Remember when you're organizing your document and placing your links to provide some navigation tools at the beginning and ending of every document, and not to bewilder your guests with unnecessary--or inoperative--links.

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3.2.2c Images

Images can appear in your documents in a number of ways:

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3.2.2d Lists

Lists allow you to underscore parallel or sequential relationships between bits of content by showing those relationships visually.

  1. unordered lists are bounded by <ul>...</ul> tags and mark list items (<li>) with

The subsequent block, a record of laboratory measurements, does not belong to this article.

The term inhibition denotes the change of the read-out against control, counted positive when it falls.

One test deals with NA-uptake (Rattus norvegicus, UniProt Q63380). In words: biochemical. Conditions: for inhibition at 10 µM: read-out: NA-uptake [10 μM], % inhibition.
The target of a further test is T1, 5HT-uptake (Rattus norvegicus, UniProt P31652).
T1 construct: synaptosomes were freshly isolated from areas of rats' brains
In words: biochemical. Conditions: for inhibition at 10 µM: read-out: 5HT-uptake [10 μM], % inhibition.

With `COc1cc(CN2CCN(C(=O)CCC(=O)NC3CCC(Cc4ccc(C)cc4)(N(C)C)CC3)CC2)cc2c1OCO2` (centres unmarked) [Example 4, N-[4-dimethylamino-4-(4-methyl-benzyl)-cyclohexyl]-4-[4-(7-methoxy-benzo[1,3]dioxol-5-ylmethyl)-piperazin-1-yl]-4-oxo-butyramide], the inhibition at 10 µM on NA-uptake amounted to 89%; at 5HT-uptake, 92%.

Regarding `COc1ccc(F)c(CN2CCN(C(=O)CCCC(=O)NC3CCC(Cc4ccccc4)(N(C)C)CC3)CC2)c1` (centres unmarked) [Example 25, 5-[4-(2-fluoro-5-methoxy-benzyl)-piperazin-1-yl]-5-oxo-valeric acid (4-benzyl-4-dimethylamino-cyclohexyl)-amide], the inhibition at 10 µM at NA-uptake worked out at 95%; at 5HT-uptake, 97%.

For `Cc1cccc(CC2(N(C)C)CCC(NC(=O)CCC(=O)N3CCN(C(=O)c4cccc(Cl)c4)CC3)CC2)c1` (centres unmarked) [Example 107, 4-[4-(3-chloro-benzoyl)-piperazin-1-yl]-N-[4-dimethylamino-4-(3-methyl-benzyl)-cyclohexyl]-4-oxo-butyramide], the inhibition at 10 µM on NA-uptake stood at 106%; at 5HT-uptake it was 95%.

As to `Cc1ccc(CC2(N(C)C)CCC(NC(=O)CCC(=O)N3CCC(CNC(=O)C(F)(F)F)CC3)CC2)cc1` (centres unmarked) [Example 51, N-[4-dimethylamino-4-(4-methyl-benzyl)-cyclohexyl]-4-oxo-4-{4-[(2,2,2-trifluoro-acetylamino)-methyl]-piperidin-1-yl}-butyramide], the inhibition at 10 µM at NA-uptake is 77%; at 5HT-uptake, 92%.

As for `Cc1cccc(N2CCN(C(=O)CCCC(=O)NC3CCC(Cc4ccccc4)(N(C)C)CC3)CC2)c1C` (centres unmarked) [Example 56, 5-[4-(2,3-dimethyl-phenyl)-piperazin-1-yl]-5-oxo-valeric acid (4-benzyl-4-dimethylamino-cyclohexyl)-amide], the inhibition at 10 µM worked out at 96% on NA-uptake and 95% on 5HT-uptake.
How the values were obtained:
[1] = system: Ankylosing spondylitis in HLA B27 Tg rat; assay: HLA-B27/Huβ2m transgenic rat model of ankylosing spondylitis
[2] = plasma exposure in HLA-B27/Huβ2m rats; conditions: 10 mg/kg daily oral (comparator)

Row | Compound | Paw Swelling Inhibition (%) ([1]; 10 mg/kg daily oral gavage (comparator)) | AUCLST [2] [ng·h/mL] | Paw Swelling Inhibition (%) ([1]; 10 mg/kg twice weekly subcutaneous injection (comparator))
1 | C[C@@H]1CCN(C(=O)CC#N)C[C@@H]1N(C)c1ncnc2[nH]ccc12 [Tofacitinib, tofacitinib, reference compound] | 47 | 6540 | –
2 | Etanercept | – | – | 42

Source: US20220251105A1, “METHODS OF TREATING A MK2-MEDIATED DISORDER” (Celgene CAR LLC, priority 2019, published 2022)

2. ordered lists are bounded by <ol>...</ol> tags and mark list items with sequential numbers or letters.

  3. definition lists (<dl>...</dl>) consist of
    "terms" (<dt>...</dt>)
    and indented "definitions".(<dd>...</dd>).

  4. menus and directory lists are being phased out of the HTML 3.0 standards.

  5. Some Netscape extensions allow you to control some cosmetic features of your lists:

    The type= extension,
    when inserted as an attribute to the <li> tag, sets the type of number or bullet (1, A, a, i, disc, circle, square) marking each list item;
    The value="(number or letter)"
    extension determines the number or letter to start with in an ordered list.

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3.2.2e Tables

Sometimes a list isn't good enough. For example, what if you want to post seven employees' monthly work schedules to your site? If you were to present all that information in a series of lists, your online guests would have to scroll through lots of irrelevant material to find the pieces of information they were looking for.